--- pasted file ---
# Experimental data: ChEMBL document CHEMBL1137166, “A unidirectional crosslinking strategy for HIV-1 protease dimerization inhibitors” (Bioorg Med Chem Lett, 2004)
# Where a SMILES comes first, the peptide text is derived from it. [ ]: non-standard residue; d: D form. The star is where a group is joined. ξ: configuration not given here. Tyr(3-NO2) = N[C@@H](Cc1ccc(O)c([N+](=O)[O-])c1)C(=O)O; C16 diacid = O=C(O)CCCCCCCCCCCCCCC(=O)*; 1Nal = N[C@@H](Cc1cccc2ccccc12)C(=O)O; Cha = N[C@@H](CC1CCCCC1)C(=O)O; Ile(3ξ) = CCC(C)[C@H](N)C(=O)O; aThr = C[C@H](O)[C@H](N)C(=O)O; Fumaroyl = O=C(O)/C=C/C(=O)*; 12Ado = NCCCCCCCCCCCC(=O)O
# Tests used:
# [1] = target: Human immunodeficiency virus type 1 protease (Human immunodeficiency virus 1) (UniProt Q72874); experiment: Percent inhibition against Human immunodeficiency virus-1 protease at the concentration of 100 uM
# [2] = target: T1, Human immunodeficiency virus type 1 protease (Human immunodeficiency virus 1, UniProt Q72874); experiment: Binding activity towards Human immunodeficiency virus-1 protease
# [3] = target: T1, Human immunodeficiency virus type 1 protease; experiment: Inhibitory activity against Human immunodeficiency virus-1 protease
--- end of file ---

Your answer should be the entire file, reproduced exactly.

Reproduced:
# Experimental data: ChEMBL document CHEMBL1137166, “A unidirectional crosslinking strategy for HIV-1 protease dimerization inhibitors” (Bioorg Med Chem Lett, 2004)
# Where a SMILES comes first, the peptide text is derived from it. [ ]: non-standard residue; d: D form. The star is where a group is joined. ξ: configuration not given here. Tyr(3-NO2) = N[C@@H](Cc1ccc(O)c([N+](=O)[O-])c1)C(=O)O; C16 diacid = O=C(O)CCCCCCCCCCCCCCC(=O)*; 1Nal = N[C@@H](Cc1cccc2ccccc12)C(=O)O; Cha = N[C@@H](CC1CCCCC1)C(=O)O; Ile(3ξ) = CCC(C)[C@H](N)C(=O)O; aThr = C[C@H](O)[C@H](N)C(=O)O; Fumaroyl = O=C(O)/C=C/C(=O)*; 12Ado = NCCCCCCCCCCCC(=O)O
# Tests used:
# [1] = target: Human immunodeficiency virus type 1 protease (Human immunodeficiency virus 1) (UniProt Q72874); experiment: Percent inhibition against Human immunodeficiency virus-1 protease at the concentration of 100 uM
# [2] = target: T1, Human immunodeficiency virus type 1 protease (Human immunodeficiency virus 1, UniProt Q72874); experiment: Binding activity towards Human immunodeficiency virus-1 protease
# [3] = target: T1, Human immunodeficiency virus type 1 protease; experiment: Inhibitory activity against Human immunodeficiency virus-1 protease